If Sacramento must have a marijuana industry, let’s at least make it fair

Super potent marijuana grows in a retrofitted shipping container. The commercial production and sale of recreational weed becomes legal in California on Jan. 1, and Sacramento is getting ready.
Super potent marijuana grows in a retrofitted shipping container. The commercial production and sale of recreational weed becomes legal in California on Jan. 1, and Sacramento is getting ready. aseng@sacbee.com

If there was any doubt that Sacramento was square in the path of California’s “green rush,” a recent tally showing the city could end up with more marijuana growing operations than it has Starbucks and McDonald’s restaurants should serve as a wake-up call.

More than 100 companies have applied to open grow rooms, The Bee’s Ryan Lillis reported last week, and most are for industrial sites in already troubled, low-income neighborhoods in North Sacramento and off Power Inn Road.

Understandably, some residents are upset. But with more applications arriving every week and a deadline of Jan. 1, when the commercial production and sale of recreational weed become legal statewide, the city is likely to start issuing cultivation permits in the coming weeks.

That makes what happens over the next five months all the more important for Sacramento.

We didn’t support Proposition 64 last November, but now that cannabis is legal for adults in California, the Sacramento City Council must ensure that its regulations are equitable for entrepreneurs and strategic enough to kill a thriving black market of illegal grow houses that have popped up all over the city.

Joe Devlin, the city’s chief of cannabis policy and enforcement, has a plan to do both, and Mayor Darrell Steinberg and City Council members would be wise to listen.

On Tuesday, he will ask the Law and Legislation Committee to consider modifying part of the legal framework that the council adopted earlier this year. It sounds counter-intuitive, but he wants the city to take a less heavy-handed approach to the fledgling marijuana industry.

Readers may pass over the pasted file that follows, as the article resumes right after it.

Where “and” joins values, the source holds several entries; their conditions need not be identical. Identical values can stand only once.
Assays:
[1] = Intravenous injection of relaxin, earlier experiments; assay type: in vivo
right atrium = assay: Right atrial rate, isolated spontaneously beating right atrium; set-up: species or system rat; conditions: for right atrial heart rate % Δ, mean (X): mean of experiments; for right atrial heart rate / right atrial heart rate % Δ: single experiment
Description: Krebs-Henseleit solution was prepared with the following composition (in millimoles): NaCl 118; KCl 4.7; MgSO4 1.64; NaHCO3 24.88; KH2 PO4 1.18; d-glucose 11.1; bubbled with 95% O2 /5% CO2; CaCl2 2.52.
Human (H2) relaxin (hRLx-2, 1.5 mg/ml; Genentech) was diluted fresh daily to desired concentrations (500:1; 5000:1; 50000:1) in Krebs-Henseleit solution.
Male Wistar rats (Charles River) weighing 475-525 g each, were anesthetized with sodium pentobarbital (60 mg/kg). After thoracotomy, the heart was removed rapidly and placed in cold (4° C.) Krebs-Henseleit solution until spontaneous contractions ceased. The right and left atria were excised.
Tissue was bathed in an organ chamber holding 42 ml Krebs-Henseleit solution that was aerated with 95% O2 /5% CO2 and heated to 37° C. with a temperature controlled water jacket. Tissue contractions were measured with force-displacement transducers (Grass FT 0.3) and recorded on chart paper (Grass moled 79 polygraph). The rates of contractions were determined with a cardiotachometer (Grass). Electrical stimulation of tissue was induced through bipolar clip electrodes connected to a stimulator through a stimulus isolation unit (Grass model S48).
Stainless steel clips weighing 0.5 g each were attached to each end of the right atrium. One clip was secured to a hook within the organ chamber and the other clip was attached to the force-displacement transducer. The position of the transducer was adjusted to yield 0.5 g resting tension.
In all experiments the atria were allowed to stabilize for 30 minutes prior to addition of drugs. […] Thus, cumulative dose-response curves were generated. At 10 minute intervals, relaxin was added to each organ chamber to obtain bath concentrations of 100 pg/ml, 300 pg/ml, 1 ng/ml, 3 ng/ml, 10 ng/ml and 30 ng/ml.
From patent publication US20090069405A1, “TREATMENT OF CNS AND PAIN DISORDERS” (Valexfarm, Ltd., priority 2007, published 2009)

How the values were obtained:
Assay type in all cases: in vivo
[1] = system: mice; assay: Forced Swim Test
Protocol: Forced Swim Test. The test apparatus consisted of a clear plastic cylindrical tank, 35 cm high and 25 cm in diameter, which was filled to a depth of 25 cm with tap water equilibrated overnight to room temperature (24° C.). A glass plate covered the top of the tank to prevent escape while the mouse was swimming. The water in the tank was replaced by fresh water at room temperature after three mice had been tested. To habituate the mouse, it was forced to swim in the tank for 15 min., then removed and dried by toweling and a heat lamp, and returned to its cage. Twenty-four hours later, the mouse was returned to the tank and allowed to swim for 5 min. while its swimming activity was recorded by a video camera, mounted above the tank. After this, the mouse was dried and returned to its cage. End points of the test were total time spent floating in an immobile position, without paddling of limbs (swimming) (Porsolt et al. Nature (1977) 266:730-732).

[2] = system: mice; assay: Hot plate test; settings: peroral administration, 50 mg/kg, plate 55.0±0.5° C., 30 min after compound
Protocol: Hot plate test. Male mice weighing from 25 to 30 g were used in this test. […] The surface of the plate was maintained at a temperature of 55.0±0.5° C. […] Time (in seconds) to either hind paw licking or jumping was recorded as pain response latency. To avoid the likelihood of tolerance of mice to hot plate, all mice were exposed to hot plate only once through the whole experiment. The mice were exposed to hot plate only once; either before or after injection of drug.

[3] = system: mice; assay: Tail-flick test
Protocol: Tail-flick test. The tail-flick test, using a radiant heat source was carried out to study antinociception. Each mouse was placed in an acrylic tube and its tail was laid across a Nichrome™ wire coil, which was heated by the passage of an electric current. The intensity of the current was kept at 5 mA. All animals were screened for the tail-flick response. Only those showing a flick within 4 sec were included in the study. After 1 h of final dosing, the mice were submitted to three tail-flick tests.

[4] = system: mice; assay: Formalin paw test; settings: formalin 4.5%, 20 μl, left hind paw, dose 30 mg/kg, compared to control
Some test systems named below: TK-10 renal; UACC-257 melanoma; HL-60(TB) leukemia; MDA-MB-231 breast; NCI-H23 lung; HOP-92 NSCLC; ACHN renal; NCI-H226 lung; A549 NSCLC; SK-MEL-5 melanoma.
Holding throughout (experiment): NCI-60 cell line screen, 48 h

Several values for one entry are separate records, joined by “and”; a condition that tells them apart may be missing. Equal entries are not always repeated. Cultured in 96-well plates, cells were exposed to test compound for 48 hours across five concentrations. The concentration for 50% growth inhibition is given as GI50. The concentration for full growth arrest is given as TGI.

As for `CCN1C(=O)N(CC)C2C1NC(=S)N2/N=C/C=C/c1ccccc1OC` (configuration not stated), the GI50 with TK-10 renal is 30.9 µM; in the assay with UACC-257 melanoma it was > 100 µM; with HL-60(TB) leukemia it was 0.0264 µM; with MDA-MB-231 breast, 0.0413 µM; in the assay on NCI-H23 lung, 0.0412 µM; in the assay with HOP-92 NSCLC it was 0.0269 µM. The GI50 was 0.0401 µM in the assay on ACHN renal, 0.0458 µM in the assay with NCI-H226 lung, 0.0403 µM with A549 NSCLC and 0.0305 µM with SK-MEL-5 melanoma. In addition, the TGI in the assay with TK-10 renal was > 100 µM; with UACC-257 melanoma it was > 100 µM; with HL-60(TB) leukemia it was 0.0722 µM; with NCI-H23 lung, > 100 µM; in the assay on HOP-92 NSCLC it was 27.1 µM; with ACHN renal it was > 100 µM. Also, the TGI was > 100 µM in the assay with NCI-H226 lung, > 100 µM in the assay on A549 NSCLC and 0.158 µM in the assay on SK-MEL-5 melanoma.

“It was a one-size-fits-all model for an industry that isn’t one size fits all,” Devlin told a member of The Bee’s editorial board.

The biggest issue is cost. Right now, marijuana manufacturers – extractors, and makers of topicals and edibles – must pay about $60,000 in nonrefundable fees to the city to secure permits to operate. And that’s on top of what they must pay the state.

For big corporations, such fees aren’t a problem. But cash-strapped entrepreneurs, many of whom live in the low-income neighborhoods that will be saddled with the largest percentage of cannabis businesses, can’t afford tens of thousands of dollars for permits.

Instead, they’ll likely keep operating under the table, making it easier for multibillion-dollar corporations to take over the industry. Big Marijuana will rival Big Tobacco and Big Oil.

Devlin would rather the City Council create tiers of licenses based on the type of manufacturing a company does and, more importantly, on its annual revenue. Under his plan, licensing fees would start at less than $5,000 – a far more reasonable amount for entrepreneurs.

In a separate push for equity, Devlin also plans to ask the committee to consider doing away with criminal background checks for many of the people who want to work in the cannabis industry. This will be a harder sell.

Under state marijuana law, state and local agencies may – but are not required to – deny licenses to people with felony convictions, including drug offenses or other crimes “substantially related” to marijuana.

But under Sacramento’s ordinance, anyone who has been convicted of a crime involving the distribution of weed to minors must file a petition with City Manager Howard Chan for a hearing. Only with his permission, can that person get a job working with weed. Felons and people with a history of violence and gang activity are automatically disqualified.

And that goes for everybody, from the man who wants to tend cannabis plants and trim buds to the woman who applies to manage a retail outlet selling edibles in sealed packages.

The city’s policy goes beyond even the alcohol industry. The California Department of Alcoholic Beverage Control allows the owners of wineries and liquor stores and bottling plants to decide whether to hire someone with a criminal record.

Owners are subject to more restrictions, however. To get an ABC license to operate, they must show they have been “sufficiently rehabilitated,” evidence of which varies from person to person and case to case. But there’s no blanket ban.

Marijuana and alcohol are not the same. But marijuana is a vice that’s now legal for adults, not unlike alcohol.

Requiring that owners of marijuana businesses have records that are free of violence and drug charges is one thing. The potential for criminal behavior is high. But we are not convinced that there should be a flat prohibition against people who have criminal records who want to work in this new industry.

Why preemptively limit opportunities for jobless ex-offenders who will be living in the shadow of these businesses moving into their neighborhoods?

This is a question that must be answered before Sacramento gets too deep in the weeds of the marijuana industry that it can’t turn back.